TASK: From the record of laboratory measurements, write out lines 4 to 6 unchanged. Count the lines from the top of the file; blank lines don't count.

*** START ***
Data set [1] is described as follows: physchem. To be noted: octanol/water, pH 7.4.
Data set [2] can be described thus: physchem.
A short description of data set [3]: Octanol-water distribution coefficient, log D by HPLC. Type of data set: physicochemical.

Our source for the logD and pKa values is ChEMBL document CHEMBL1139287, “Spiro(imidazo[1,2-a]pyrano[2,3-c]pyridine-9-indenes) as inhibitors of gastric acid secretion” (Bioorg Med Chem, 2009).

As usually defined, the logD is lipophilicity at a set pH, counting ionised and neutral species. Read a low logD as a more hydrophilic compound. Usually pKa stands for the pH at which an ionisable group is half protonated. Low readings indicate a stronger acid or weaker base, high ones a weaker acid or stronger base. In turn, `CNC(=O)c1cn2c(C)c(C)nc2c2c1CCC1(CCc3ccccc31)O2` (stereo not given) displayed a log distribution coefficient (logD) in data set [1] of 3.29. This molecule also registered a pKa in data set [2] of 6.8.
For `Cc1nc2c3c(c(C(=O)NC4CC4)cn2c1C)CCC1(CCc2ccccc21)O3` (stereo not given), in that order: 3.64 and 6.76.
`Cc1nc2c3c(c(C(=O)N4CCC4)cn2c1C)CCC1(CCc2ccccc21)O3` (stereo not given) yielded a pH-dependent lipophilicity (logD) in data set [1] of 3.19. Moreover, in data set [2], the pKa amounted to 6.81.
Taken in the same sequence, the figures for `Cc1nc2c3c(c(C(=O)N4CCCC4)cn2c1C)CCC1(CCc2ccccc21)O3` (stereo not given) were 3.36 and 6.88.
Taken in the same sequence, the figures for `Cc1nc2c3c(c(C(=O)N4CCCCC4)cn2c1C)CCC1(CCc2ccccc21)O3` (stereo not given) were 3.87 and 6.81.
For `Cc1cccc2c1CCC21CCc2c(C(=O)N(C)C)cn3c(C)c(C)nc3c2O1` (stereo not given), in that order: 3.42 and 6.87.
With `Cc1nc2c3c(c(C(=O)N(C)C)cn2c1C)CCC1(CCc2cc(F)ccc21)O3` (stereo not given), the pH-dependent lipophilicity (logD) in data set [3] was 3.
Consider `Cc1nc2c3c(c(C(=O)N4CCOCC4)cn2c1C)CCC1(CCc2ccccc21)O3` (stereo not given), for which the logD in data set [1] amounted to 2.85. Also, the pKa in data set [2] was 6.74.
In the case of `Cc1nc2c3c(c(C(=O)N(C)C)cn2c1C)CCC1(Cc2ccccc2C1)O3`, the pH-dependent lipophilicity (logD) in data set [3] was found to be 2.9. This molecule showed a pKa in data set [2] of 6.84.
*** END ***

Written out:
Our source for the logD and pKa values is ChEMBL document CHEMBL1139287, “Spiro(imidazo[1,2-a]pyrano[2,3-c]pyridine-9-indenes) as inhibitors of gastric acid secretion” (Bioorg Med Chem, 2009).

As usually defined, the logD is lipophilicity at a set pH, counting ionised and neutral species. Read a low logD as a more hydrophilic compound. Usually pKa stands for the pH at which an ionisable group is half protonated. Low readings indicate a stronger acid or weaker base, high ones a weaker acid or stronger base. In turn, `CNC(=O)c1cn2c(C)c(C)nc2c2c1CCC1(CCc3ccccc31)O2` (stereo not given) displayed a log distribution coefficient (logD) in data set [1] of 3.29. This molecule also registered a pKa in data set [2] of 6.8.
For `Cc1nc2c3c(c(C(=O)NC4CC4)cn2c1C)CCC1(CCc2ccccc21)O3` (stereo not given), in that order: 3.64 and 6.76.